looking for the right boat

Discussion in 'Sailboats' started by minno, Sep 2, 2015.

  1. PAR
    Joined: Nov 2003
    Posts: 19,133
    Likes: 470, Points: 93, Legacy Rep: 3967
    Location: Eustis, FL

    PAR Yacht Designer/Builder

    A motored hand truck of sorts can be rigged on a small boat dolly. A cordless drill is an option, though I'd opt for something more durable. A simple, 3 wheel dolly, with an axle powered isn't a major engineering accomplishment, in fact, if it works well, you might consider marketing it. I'm thinking polypropylene wheels, an aluminum centerline brace the axle is attached to (no springs, just a couple of tabs), an enclosed sprocket and a drive motor, with on/off, forward and reverse button at the bow end, where the third wheel lives. Wouldn't be suitable for over the road, but beach launch only. Maybe better if it was "front wheel drive", with a the single wheel aft and the power axle forward, to get the drive wheels out of the surf quickly. This would also shorten up the wires, controls and tend to keep the motor out of the wet stuff too.
     
  2. Jammer Six

    Jammer Six Previous Member

  3. minno
    Joined: Aug 2014
    Posts: 88
    Likes: 0, Points: 6, Legacy Rep: 10
    Location: Canada

    minno Junior Member

    Hi All

    Well, land life has reared it's ugly head and the cash I had earmarked for a boat has gone the way of the dodo :(

    the ultra light boats on the GAB site look pretty cool

    I Hadn't thought of using aluminium, I've used wood for carts up till now so if the boat flips the cart will float, worked out well a couple days ago :)

    The Idea behind using the variable speed cordless drill as a power supply is that I could use it for other things, like powering a small pump to fill water ballast or a bilge pump, or a crab trap puller, and when I'm done I can throw it in a locker or dry bag.

    I had planned on using aluminium sheaves and belts rather than chain, they're a bit lighter, less expensive, and it doesn't matter if they get wet, I'll have to give it a bit more thought.

    Thanks again for all your help and ideas

    minno
     

  4. peterAustralia
    Joined: Mar 2006
    Posts: 352
    Likes: 23, Points: 18, Legacy Rep: 233
    Location: Melbourne Australia

    peterAustralia Senior Member

    I have moved several boats around via trolleys, before I got my car.

    Firstly, forget the drill, you dont need it, it will only get wet, and its a waste of time.

    My suggestion is a sound boat around 13ft long, and a beam a little over 4ft. You might be able to find something second hand. SOF might be very doable, definatinetly worth considering.

    For bilge pump, use a bucket. Tie the bucket to the boat with a thin line, bailing fast you can bail out heaps of water very quickly.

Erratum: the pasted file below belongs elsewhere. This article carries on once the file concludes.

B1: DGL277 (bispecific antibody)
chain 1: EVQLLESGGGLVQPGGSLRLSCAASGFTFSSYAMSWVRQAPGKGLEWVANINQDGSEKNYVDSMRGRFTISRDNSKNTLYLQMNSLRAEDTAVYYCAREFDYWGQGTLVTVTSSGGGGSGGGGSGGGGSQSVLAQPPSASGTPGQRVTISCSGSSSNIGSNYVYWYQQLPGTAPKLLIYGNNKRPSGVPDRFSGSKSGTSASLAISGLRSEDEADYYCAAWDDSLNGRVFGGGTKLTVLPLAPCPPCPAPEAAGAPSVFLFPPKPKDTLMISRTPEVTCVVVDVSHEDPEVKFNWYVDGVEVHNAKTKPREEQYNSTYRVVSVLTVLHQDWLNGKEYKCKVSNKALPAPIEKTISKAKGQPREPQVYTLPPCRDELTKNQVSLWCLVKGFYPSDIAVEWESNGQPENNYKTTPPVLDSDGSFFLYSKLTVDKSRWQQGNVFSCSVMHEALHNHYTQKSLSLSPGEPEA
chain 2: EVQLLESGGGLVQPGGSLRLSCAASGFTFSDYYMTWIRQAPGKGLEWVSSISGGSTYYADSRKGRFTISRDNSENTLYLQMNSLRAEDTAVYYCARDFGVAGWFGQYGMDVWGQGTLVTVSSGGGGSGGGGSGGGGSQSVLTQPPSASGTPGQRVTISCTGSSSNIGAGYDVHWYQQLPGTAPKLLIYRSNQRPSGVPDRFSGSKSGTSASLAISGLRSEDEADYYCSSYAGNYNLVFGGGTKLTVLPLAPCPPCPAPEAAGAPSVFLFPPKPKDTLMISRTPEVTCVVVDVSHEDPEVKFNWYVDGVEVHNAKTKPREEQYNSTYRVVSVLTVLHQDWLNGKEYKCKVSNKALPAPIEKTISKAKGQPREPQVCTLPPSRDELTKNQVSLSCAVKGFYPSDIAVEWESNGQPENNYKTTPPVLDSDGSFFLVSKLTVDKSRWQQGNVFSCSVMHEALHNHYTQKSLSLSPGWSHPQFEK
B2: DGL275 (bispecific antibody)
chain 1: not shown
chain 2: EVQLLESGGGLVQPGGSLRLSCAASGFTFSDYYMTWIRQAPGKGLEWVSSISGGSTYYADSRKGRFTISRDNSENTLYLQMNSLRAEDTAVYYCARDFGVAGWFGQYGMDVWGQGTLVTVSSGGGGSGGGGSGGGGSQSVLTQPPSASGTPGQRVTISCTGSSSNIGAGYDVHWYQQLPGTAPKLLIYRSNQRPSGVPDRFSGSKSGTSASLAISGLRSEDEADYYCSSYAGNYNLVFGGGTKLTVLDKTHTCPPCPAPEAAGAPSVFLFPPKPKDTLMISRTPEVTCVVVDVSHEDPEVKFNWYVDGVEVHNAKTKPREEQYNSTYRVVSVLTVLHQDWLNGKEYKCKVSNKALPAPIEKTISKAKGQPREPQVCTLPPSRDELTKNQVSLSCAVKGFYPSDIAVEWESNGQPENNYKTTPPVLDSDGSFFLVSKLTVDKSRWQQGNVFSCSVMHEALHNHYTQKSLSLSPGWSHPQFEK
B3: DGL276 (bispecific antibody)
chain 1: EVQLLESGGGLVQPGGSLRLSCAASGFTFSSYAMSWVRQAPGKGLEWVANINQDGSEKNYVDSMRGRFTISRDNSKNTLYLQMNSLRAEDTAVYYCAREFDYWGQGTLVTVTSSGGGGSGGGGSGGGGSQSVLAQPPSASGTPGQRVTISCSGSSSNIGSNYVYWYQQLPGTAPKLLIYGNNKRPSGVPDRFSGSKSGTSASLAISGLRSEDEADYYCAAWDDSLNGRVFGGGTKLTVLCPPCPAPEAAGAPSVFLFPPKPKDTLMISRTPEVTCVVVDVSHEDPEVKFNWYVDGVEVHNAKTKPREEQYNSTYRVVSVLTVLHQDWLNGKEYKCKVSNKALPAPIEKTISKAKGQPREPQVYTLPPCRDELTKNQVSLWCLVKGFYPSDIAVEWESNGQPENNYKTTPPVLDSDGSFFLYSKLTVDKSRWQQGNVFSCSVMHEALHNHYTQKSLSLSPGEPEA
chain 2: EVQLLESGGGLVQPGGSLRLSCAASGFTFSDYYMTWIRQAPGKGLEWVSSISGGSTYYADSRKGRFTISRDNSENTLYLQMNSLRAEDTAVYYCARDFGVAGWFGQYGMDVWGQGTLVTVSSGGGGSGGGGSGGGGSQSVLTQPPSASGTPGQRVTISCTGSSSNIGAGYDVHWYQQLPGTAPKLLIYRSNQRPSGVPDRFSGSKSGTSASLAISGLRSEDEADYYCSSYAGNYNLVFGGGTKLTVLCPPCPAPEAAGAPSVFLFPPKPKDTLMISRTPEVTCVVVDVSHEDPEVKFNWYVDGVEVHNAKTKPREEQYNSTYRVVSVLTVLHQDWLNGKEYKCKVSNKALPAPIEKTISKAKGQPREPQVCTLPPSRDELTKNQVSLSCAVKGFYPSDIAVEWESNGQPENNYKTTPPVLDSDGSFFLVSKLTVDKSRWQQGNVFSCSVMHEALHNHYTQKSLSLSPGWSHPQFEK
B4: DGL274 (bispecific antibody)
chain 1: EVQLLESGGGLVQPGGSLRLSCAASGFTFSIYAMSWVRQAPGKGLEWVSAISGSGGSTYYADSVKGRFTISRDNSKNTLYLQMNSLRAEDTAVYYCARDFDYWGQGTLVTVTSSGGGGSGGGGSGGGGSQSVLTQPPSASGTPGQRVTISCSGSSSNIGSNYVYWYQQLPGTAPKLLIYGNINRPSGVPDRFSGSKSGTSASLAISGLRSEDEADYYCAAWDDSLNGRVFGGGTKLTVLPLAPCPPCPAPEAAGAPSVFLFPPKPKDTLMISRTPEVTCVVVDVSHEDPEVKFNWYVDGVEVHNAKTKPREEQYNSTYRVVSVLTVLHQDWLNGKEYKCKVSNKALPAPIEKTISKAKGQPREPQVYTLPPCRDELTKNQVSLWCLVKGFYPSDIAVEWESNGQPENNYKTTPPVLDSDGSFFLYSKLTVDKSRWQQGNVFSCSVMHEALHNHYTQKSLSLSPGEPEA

For a trolley, use 2 bicycle wheels. Get 4 lenghts of timber, 2x 1 (50mm x 19mm) about 2.5 feet long. Use a lenght of timber either side of each wheel.

    Then you need a few acrosswise bits, does not have to be super strong, maybe 4 acrosswise bits 50mm x 19mm

    Next to attach the wheels to the frame, get some steel with 3 holes in it. They sell this at the hardware store. Using an angle grinder, make one hole into a U shape. You will need 4 of these steel bits. The top two holes you use to bolt the steel to the wood. The U shape accepts the axle of the bicycle wheel

    Here is a photo of my first boat that I trolleyed around
    http://www.tacking-outrigger.com/new_outrigger_canoe_photos.html
    http://www.tacking-outrigger.com/four_day_trip.html

    The weight was too much, well over 150kg, I got the wheel stuck and it buckled. The trolley was way way way way too complex and over engineered, much simpler and much lighter would have been better. The outrigger weighed 40kg, way way too heavy. The main hull was 70kg, then add motor, crossbeams, rigging, supplies etc. So pushing 150kg is possible, but hard work on a slope. On flat ground it was fine. I could push a 70kg rowboat with 1 finger easily, as the friction was so low, super easy.

    Having built 3 trolleys, here is something that I would go with
    http://www.tacking-outrigger.com/photos1.html
    the diagram at the bottom

    However make it simple and lighter than shown.
    Trolley at 3ft long is plenty, 4ft is silly.
    bmx wheels are preferable to racing bike wheels, but racing bike wheels are OK, very very low friction.

    Where I show 3x2, I would go with 1x2, 1 inch wide and 2 inches deep, use cheap softwood and paint it with cheap water based paint. (the trolley I am talking about)

    That tiny trolley you see with the small wheels, I used that heaps of times, with a 70kg rowboat. Worked very well except when I had to go over a disused railway track, the wheels were too small, bmx wheels would be better.

    I hope this gives you some idea of what a trolley should look like

    I could draw up a new diagram of the perfect trolley.

    Another option instead of 4 metal plates, is to find an axle. I dont know if the axles come out of bicycle wheels. I know this method works very well with $25 removalist trolleys. Getting the steel rod for the axle is a little difficult, I had to go to a specialist steel supplier and get solid steel rod.

    Here is a photo of my present boat
    http://www.tacking-outrigger.com/q7.html

    Please note that the last photo shows a hollow aluminium axle. This broke and I replaced it with a solid steel axle which cost under $20. I folded over metal strips to keep the axle attached to the transom
     
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